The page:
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There are some facts of life that won’t go away because politicians and trade unions don’t like them. One is that households save a net nothing and the government is in debt. So the economy won’t grow unless foreigners and South Africa’s big companies are prepared to invest in the country.
Without funding from these enemies of the people, there will be no money to build factories, roads and ports, and no money to start new ventures that will give jobless people jobs.
It is no good saying: “If they don’t like us they can go elsewhere.” They will. And rating agencies will cut their ratings of South Africa further on fears that the country could become a defaulting debtor.
That means there will be less and less money for social grants, as more and more money is sucked into the interest bill.
Another inconvenient fact is that the opinions of rating agencies matter. The lower the opinion, the more the country has to pay for debt. So there’s little to be gained by saying the rating agencies can go hang themselves, or something similar.
However, many politicians are getting it right, particularly Finance Minister Pravin Gordhan, who has a thankless job. And he is understandably frustrated when rating agencies apparently ignore the country’s relatively healthy debt levels – around 40 percent of gross domestic product (GDP) compared with up to 200 percent in advanced economies.
Moreover, South Africa was able to avoid a banking crisis in 2008/09 when banks in the US and Europe were falling like skittles. This was also due to the foresight and careful supervision of the country’s financial authorities.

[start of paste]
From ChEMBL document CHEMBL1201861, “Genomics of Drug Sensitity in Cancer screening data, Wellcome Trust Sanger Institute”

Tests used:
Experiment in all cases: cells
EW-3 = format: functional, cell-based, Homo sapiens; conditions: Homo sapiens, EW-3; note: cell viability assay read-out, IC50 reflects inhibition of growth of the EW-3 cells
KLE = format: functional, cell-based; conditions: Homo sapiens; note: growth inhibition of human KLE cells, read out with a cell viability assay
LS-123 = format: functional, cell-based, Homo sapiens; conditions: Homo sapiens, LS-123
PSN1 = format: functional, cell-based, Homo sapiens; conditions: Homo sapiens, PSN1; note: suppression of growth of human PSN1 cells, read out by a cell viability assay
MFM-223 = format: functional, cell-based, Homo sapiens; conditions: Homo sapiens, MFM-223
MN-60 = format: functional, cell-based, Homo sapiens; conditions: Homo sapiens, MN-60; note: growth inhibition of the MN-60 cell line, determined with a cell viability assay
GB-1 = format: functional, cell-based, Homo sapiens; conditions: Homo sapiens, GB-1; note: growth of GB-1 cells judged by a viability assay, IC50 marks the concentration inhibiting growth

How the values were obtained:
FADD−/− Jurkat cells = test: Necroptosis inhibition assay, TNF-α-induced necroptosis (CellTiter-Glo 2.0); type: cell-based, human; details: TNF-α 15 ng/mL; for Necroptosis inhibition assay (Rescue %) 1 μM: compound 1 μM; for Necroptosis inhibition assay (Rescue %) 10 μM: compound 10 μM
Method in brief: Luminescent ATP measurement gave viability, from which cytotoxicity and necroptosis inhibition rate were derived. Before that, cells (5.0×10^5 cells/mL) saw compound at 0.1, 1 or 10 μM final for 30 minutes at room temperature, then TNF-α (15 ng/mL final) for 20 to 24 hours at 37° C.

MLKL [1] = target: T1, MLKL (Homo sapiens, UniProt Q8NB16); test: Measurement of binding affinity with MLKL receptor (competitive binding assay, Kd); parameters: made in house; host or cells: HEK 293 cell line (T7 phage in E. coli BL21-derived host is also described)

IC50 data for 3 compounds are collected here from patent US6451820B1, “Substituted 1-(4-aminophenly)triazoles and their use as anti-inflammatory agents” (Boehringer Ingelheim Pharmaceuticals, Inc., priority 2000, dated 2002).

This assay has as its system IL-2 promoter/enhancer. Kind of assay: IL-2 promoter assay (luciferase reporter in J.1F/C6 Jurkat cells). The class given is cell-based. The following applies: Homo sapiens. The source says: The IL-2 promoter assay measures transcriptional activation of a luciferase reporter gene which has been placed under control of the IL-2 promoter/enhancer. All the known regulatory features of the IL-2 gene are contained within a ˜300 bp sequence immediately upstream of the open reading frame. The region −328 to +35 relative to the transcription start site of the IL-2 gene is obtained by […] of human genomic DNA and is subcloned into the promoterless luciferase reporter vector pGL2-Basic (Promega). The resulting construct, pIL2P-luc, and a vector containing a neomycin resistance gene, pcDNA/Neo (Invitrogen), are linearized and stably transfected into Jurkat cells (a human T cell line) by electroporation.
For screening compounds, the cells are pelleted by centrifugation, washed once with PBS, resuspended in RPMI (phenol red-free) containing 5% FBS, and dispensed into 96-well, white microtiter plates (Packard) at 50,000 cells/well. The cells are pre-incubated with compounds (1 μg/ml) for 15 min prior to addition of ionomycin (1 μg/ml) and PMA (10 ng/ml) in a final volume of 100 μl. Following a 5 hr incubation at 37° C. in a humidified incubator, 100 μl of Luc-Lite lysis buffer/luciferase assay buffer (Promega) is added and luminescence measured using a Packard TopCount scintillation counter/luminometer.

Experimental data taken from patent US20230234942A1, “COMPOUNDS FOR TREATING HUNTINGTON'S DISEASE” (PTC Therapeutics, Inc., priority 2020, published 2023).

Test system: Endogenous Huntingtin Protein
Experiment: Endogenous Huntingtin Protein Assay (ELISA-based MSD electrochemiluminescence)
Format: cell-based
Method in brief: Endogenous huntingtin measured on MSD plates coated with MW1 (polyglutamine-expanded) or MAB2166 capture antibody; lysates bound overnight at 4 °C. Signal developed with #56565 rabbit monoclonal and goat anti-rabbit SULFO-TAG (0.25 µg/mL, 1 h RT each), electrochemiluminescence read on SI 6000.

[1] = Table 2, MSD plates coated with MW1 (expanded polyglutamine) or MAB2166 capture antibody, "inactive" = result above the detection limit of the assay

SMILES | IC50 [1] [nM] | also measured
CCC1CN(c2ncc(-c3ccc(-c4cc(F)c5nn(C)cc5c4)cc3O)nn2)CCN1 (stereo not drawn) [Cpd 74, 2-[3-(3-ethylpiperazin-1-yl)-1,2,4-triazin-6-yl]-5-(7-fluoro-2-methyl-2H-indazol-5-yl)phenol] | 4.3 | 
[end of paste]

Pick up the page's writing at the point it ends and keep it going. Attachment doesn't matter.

The fact is that, whatever the failings of the ANC since the party took over in 1994, financial management has not been one of them. The new government inherited an economy that was sliding into a debt trap and rapidly turned it around.
A few years ago, former finance minister Trevor Manuel had created a small surplus. This achievement, which his enemies within his party held against him, provided a buffer for the bad times. Unlike European governments which had to resort to austerity measures, the South African government could afford to support the economy through the recession.
The sound fiscal management was soon recognised by the rating agencies which, until last year, repeatedly moved the country up the rating scale, from junk bond status into investment territory.
However, these successes were not always acknowledged at home. When it first became clear that Manuel was pulling the country back from the brink of a debt crisis, Tony Leon’s DA produced a mean-spirited response.
The job of the opposition is to constantly challenge the ruling party and expose its defects. But the opposition doesn’t have to ignore the positives. Carping and whingeing is hardly constructive. Who will take a party seriously if it never does anything else?
And carping and whingeing is a habit the DA hasn’t shaken off.
Then there are the critics on the far right who never complained when the old National Party ran up bigger and bigger deficits each year, at a time when financial sanctions ensured the country had no access to global capital markets.
Finally, there are the readers who complain from time to time that we focus on the country’s debt-to-GDP ratio instead of on the absolute debt level, which is over R1 trillion.
This is like saying that a person who is three metres tall should weigh the same as someone two metres high.